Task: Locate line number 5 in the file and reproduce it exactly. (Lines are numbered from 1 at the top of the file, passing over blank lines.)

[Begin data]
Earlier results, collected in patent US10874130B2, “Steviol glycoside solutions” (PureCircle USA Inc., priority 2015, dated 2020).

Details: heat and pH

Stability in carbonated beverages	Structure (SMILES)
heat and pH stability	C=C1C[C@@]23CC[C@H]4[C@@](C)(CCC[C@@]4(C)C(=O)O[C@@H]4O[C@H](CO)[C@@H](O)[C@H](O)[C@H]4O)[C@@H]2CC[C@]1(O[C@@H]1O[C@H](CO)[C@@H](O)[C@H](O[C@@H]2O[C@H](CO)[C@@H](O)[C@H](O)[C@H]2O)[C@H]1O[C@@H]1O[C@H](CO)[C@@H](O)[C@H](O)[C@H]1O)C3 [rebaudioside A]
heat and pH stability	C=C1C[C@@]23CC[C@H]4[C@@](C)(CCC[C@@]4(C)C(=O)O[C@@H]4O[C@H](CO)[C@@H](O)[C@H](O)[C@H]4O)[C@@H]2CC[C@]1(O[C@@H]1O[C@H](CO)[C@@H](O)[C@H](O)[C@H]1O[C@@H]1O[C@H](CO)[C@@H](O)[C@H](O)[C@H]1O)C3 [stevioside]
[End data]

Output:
heat and pH stability	C=C1C[C@@]23CC[C@H]4[C@@](C)(CCC[C@@]4(C)C(=O)O[C@@H]4O[C@H](CO)[C@@H](O)[C@H](O)[C@H]4O)[C@@H]2CC[C@]1(O[C@@H]1O[C@H](CO)[C@@H](O)[C@H](O)[C@H]1O[C@@H]1O[C@H](CO)[C@@H](O)[C@H](O)[C@H]1O)C3 [stevioside]